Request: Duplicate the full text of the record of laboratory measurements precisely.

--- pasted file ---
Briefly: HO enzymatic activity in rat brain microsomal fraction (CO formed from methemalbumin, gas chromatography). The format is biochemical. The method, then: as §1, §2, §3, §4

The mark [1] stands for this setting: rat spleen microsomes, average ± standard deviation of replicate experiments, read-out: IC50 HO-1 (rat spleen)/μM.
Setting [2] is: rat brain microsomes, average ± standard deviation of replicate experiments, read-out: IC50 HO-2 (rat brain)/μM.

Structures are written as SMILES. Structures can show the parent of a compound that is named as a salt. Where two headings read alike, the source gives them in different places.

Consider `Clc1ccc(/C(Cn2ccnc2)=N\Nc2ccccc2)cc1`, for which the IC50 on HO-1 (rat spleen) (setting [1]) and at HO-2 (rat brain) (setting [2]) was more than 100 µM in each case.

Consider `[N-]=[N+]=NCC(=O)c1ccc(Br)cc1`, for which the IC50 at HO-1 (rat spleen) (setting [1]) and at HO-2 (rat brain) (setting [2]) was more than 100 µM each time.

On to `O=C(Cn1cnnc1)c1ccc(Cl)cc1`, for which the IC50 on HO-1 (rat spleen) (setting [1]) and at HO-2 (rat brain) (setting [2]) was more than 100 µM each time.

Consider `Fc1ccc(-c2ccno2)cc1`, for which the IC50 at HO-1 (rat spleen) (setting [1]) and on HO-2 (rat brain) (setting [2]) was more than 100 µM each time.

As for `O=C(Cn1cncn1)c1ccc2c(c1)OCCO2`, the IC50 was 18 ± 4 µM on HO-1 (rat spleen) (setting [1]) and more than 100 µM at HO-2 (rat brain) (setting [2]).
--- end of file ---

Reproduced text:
Briefly: HO enzymatic activity in rat brain microsomal fraction (CO formed from methemalbumin, gas chromatography). The format is biochemical. The method, then: as §1, §2, §3, §4

The mark [1] stands for this setting: rat spleen microsomes, average ± standard deviation of replicate experiments, read-out: IC50 HO-1 (rat spleen)/μM.
Setting [2] is: rat brain microsomes, average ± standard deviation of replicate experiments, read-out: IC50 HO-2 (rat brain)/μM.

Structures are written as SMILES. Structures can show the parent of a compound that is named as a salt. Where two headings read alike, the source gives them in different places.

Consider `Clc1ccc(/C(Cn2ccnc2)=N\Nc2ccccc2)cc1`, for which the IC50 on HO-1 (rat spleen) (setting [1]) and at HO-2 (rat brain) (setting [2]) was more than 100 µM in each case.

Consider `[N-]=[N+]=NCC(=O)c1ccc(Br)cc1`, for which the IC50 at HO-1 (rat spleen) (setting [1]) and at HO-2 (rat brain) (setting [2]) was more than 100 µM each time.

On to `O=C(Cn1cnnc1)c1ccc(Cl)cc1`, for which the IC50 on HO-1 (rat spleen) (setting [1]) and at HO-2 (rat brain) (setting [2]) was more than 100 µM each time.

Consider `Fc1ccc(-c2ccno2)cc1`, for which the IC50 at HO-1 (rat spleen) (setting [1]) and on HO-2 (rat brain) (setting [2]) was more than 100 µM each time.

As for `O=C(Cn1cncn1)c1ccc2c(c1)OCCO2`, the IC50 was 18 ± 4 µM on HO-1 (rat spleen) (setting [1]) and more than 100 µM at HO-2 (rat brain) (setting [2]).